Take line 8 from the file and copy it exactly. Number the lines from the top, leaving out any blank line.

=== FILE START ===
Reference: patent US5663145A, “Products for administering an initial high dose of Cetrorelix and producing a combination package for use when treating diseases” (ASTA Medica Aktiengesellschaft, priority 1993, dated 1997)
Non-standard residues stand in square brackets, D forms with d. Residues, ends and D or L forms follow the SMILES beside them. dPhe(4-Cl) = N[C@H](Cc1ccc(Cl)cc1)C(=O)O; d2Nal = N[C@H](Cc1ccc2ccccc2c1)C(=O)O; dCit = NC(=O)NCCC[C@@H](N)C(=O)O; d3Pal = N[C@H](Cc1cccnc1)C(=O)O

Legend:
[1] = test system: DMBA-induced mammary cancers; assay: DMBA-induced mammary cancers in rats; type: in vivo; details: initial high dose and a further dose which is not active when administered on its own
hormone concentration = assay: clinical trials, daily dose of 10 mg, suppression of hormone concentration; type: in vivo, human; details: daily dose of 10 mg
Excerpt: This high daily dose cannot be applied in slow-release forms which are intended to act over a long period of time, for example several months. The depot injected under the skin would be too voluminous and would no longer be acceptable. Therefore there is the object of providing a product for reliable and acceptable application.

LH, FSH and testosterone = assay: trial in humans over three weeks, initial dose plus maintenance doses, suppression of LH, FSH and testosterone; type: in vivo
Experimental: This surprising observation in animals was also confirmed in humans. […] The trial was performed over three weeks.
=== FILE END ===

Experimental: This surprising observation in animals was also confirmed in humans. […] The trial was performed over three weeks.